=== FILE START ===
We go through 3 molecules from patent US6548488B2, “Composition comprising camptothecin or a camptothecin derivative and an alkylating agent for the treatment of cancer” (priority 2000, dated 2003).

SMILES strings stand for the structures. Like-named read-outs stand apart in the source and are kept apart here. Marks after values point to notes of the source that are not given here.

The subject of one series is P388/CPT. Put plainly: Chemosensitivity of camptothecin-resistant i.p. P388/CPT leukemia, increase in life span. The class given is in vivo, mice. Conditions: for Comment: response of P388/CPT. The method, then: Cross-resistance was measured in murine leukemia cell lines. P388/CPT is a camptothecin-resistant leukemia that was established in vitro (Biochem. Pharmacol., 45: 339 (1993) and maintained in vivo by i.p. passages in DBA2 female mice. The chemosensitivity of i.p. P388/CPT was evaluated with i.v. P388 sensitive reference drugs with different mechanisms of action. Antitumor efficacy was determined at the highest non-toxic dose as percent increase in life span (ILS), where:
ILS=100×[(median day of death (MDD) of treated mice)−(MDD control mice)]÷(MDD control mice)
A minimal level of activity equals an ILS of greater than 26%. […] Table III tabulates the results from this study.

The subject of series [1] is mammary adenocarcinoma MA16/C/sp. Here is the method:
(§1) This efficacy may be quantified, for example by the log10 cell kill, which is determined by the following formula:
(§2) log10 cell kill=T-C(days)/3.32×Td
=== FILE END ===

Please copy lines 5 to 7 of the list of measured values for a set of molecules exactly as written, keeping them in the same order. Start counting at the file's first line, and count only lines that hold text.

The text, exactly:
A minimal level of activity equals an ILS of greater than 26%. […] Table III tabulates the results from this study.

The subject of series [1] is mammary adenocarcinoma MA16/C/sp. Here is the method:
(§1) This efficacy may be quantified, for example by the log10 cell kill, which is determined by the following formula: